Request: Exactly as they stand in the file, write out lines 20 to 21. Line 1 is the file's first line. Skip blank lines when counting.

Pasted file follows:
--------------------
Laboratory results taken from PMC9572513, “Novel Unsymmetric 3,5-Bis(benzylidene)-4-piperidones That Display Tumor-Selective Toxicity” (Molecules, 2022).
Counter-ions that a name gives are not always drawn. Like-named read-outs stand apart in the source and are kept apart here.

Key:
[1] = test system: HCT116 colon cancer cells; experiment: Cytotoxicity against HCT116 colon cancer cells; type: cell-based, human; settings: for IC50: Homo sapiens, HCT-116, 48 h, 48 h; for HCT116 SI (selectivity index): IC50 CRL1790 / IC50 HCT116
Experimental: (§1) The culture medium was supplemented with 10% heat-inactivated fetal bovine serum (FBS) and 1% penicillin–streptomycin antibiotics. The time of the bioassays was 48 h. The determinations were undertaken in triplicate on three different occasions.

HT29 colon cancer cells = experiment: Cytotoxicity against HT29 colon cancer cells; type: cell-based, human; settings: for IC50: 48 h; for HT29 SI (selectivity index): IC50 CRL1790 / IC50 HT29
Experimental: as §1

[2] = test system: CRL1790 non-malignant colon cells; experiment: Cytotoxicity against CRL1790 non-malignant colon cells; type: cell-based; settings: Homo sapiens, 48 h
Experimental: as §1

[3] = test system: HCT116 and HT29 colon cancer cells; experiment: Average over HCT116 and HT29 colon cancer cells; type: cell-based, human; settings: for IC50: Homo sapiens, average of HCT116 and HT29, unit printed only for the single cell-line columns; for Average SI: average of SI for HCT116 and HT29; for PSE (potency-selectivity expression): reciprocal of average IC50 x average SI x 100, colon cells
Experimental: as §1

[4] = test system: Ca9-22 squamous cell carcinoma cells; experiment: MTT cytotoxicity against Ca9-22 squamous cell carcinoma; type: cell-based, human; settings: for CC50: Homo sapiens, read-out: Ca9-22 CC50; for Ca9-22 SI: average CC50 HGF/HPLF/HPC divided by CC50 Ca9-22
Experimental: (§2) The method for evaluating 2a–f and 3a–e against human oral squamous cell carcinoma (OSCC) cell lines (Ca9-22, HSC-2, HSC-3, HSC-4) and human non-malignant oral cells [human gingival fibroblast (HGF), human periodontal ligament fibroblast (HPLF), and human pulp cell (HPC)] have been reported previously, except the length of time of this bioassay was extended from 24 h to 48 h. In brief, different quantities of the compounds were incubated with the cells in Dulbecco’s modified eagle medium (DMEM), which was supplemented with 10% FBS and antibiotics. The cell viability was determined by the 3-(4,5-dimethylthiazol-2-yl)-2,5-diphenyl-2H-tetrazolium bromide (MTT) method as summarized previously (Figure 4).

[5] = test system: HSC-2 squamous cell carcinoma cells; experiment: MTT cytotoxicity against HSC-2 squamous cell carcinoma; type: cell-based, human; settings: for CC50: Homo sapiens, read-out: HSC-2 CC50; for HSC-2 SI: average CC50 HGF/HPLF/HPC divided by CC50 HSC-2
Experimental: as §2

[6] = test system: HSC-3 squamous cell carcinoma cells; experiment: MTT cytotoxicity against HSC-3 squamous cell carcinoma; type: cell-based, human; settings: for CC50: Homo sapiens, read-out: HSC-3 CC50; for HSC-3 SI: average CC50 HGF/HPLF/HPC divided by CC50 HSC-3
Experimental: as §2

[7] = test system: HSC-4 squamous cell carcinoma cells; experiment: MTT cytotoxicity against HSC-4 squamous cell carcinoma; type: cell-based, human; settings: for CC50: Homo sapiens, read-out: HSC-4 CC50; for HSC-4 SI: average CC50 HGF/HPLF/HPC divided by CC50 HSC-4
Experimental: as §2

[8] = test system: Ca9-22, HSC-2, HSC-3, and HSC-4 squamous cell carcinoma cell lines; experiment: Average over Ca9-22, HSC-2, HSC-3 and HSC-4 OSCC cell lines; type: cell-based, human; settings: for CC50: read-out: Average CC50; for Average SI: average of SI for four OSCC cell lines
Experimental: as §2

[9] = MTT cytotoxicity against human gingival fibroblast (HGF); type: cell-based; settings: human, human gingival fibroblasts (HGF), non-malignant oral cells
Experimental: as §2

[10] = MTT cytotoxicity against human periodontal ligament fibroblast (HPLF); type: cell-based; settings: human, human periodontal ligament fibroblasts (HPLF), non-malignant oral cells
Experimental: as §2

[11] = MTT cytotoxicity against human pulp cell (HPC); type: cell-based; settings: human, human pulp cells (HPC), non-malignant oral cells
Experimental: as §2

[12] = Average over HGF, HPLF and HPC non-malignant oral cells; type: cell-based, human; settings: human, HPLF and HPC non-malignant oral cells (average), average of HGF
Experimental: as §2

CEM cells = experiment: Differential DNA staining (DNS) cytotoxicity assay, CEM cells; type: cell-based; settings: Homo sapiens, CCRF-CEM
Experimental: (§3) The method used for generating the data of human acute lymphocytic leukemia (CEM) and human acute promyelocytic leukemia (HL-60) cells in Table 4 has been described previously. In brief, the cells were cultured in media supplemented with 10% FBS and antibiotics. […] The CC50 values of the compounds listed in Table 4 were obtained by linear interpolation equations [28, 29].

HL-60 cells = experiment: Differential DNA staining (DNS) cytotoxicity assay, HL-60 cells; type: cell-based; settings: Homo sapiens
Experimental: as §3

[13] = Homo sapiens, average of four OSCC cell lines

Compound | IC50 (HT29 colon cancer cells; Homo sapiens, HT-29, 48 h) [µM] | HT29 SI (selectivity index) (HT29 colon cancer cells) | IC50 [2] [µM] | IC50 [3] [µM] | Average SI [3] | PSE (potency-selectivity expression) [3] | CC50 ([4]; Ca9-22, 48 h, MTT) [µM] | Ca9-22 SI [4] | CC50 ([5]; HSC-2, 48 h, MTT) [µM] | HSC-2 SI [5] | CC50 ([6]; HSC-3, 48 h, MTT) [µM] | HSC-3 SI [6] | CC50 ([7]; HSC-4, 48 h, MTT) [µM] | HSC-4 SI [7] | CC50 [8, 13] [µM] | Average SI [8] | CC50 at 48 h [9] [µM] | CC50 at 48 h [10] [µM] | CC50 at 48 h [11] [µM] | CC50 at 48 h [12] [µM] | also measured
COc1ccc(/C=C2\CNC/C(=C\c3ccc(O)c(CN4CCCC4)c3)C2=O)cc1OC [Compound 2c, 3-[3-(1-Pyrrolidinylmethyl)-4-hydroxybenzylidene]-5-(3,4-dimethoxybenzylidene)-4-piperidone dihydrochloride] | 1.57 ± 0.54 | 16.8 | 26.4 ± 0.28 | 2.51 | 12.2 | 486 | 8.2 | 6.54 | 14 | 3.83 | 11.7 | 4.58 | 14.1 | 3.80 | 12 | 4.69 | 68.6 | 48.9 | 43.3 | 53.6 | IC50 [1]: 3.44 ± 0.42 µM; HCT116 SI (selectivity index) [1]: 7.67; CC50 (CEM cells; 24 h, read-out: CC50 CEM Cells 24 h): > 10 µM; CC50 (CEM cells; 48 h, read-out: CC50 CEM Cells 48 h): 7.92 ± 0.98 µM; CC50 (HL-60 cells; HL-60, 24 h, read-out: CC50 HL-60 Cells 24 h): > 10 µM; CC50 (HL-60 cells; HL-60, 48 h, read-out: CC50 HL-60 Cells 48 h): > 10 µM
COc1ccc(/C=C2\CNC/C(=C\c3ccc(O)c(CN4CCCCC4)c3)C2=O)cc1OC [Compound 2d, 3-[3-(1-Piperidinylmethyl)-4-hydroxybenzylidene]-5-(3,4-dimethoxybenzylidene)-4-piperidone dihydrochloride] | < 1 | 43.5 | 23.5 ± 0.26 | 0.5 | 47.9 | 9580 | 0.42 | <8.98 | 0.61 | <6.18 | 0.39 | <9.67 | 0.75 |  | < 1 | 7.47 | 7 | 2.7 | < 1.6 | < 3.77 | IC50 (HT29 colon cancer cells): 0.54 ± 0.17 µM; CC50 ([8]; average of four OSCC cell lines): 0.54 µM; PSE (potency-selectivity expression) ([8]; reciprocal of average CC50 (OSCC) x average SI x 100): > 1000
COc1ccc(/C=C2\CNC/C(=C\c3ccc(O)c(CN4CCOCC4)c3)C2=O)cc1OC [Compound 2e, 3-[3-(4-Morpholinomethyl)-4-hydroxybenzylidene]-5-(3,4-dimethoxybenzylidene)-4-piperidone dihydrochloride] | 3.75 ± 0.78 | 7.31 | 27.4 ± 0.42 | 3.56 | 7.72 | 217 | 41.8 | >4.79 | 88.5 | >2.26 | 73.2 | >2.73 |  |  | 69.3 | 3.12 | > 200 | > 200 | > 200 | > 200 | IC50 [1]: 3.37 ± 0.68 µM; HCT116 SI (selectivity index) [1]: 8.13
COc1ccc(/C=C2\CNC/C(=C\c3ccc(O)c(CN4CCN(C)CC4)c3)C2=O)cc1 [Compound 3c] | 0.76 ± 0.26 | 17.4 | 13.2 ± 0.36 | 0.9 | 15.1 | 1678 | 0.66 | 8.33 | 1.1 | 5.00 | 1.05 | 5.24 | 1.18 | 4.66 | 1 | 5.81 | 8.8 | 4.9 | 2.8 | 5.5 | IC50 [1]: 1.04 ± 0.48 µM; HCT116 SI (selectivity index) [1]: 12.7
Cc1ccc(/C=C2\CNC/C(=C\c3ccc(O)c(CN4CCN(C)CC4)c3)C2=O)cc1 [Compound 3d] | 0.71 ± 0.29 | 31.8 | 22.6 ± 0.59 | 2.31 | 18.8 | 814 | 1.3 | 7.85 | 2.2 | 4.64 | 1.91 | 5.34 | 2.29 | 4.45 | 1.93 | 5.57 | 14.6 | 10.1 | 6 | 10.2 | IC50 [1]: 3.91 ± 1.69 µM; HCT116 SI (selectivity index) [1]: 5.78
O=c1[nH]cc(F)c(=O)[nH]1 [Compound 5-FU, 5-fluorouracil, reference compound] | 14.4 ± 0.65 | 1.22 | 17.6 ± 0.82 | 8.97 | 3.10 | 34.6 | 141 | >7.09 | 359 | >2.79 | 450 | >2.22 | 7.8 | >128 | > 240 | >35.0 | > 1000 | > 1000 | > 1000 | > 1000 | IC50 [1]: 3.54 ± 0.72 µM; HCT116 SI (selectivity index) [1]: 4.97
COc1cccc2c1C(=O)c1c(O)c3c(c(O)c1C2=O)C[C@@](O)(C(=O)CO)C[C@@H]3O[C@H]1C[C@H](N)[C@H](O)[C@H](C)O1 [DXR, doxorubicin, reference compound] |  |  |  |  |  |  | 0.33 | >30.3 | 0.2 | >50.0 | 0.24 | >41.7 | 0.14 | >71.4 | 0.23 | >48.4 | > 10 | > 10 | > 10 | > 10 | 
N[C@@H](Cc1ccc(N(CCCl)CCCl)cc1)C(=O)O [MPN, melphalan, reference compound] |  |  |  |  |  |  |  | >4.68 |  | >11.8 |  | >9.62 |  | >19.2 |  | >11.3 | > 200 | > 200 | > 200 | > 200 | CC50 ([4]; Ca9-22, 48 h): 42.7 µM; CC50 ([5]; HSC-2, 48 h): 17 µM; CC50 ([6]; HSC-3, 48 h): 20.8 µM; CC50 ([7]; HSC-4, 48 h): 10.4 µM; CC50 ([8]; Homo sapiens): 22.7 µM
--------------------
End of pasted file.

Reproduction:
[8] = test system: Ca9-22, HSC-2, HSC-3, and HSC-4 squamous cell carcinoma cell lines; experiment: Average over Ca9-22, HSC-2, HSC-3 and HSC-4 OSCC cell lines; type: cell-based, human; settings: for CC50: read-out: Average CC50; for Average SI: average of SI for four OSCC cell lines
Experimental: as §2